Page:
Support Local Journalism!        

Link to Owner Dr. Robert B. Pamplin Jr.



Hood, Sandy, Lower Deschutes region sees recovery after three years of statewide drought.

While the climate conditions Western Oregon see this winter are still unknown, for now, a hydrologist with the Natural Resources Conservation Service said he's happy with the current water year in the Hood, Sandy, Lower Deschutes region.

COURTESY PHOTO: NICK STEELE, NRCS OREGON SNOW SURVEY HYDROLOGIST - A hydrologist with the Natural Resources Conservation Service samples snow at the Mount Hood Test SNOTEL Site in December 2021. A wet and cool spring means Western Oregon heads into summer with plenty of water, which much of the rest of the Western United States is in a drought.After three years of a statewide drought in Oregon, many Northern parts of the state are experiencing recovery and a drought-free summer., said Scott Oviatt, hydrologist with the service, which is part of the U.S. Department of Agriculture.

"At this point there's no real concern because we had such a gangbusters spring in terms of precipitation," Oviatt said, speaking before this week's heat wave. "It recharged the stream flows and those two warmer days didn't really affect things."

This time last year, the Hood region was the one fortunate area with a positive water year-to-date precipitation measurement of 91% of median. This year, most regions are in the green or better, and Hood was still at 112% of median as of July 14, regardless of the few above 90-degree days prior to this week.

Southern Oregon, as is typical, is somewhat worse off. That said, the lowest precipitation value in the state as of July 14 was still 85% in the Lake County-Goose Lake region, and Oviatt said 32% of the state is still in extreme or exceptional drought.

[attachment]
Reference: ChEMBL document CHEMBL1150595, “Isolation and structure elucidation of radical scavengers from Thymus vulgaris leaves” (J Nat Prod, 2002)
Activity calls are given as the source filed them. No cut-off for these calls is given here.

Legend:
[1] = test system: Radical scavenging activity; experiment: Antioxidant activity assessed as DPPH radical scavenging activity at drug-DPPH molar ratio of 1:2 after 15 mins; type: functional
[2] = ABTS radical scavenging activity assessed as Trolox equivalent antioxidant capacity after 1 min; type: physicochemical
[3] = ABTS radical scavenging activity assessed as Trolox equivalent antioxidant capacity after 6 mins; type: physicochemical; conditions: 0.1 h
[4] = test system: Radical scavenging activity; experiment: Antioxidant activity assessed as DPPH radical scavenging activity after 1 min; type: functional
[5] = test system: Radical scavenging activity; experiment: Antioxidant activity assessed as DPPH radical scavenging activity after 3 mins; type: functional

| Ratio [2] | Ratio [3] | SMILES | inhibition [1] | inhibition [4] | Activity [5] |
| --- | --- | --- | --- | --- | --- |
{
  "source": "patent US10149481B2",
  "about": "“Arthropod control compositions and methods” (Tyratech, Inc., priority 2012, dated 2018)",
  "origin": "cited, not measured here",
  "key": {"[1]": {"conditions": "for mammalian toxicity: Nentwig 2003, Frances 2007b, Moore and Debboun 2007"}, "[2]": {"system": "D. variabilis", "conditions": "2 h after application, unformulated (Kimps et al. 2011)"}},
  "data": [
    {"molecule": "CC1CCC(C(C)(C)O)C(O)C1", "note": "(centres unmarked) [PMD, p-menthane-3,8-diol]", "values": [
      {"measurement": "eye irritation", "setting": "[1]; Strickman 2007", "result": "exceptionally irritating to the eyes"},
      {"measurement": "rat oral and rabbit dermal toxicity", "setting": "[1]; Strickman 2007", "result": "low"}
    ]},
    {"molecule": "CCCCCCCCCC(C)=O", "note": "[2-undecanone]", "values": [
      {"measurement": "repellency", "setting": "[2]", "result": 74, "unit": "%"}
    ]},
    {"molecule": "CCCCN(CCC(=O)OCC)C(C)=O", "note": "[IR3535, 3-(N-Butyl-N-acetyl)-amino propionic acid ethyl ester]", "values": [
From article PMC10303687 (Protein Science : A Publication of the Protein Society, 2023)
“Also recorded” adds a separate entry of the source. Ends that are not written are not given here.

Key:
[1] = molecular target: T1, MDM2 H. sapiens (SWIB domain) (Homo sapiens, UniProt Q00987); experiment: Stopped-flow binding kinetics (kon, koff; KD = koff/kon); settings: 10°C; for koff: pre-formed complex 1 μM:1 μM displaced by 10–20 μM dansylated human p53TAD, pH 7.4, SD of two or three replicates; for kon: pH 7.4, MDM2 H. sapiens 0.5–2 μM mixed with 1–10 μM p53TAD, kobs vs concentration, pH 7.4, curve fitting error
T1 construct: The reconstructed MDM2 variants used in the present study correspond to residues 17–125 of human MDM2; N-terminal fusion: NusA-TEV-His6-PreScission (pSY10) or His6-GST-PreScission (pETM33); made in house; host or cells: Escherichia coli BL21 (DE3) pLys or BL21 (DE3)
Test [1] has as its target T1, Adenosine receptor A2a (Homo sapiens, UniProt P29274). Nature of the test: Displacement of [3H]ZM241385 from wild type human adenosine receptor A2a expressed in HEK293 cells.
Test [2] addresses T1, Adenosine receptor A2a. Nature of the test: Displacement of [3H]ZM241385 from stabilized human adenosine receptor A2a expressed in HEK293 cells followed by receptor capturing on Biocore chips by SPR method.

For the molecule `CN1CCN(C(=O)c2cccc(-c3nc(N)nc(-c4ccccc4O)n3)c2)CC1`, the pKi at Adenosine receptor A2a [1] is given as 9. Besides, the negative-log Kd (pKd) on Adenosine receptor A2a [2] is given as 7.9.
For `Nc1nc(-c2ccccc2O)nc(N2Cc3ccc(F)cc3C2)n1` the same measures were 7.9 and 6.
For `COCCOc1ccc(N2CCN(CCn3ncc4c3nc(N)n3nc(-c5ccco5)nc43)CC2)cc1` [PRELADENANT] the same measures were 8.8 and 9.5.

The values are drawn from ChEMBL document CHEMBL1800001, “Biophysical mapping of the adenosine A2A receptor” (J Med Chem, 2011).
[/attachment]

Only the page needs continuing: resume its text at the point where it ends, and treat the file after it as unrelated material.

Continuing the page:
"We don't expect those values to change this time of year because we don't account for much precipitation in summer anyway," Oviatt said.

Oviatt explained that this year's good conditions in Northern Oregon can be attributed to weather coming at the right time.

"Last year, we had that late winter storm, then the drought started in March," Oviatt said. "This year, we stayed cool and kept getting high-elevation snow and low-elevation rain, and now there is zero drought (in the Hood region)."

While things are looking up for the Hood, Sandy, Lower Deschutes area, Oviatt said small actions like minding your water consumption are still "just good practice for everyone."

"Being proactive and practical with your usage is still a good idea," he added.

The water year runs from Oct. 1 through Sept. 30, and for this year, Oviatt said "we're in good shape."

However, no one knows what the latter months of the calendar year will bring as a new water year starts.

Plenty of water

The Hood, Sandy, Lower Deschutes Region, as defined by the federal Natural Resources Conservation Service, includes lands between the Cascade Range to the east and Coast Range to the west, and stretches to Oregon's borders with Washington and California.

You count on us to stay informed and we depend on you to fund our efforts. Quality local journalism takes time and money. Please support us to protect the future of community journalism.

Have a thought or opinion on the news of the day? Get on your soapbox and share your opinions with the world. Send us a Letter to the Editor!

Go to top
JSN Time 2 is designed by | powered by JSN Sun Framework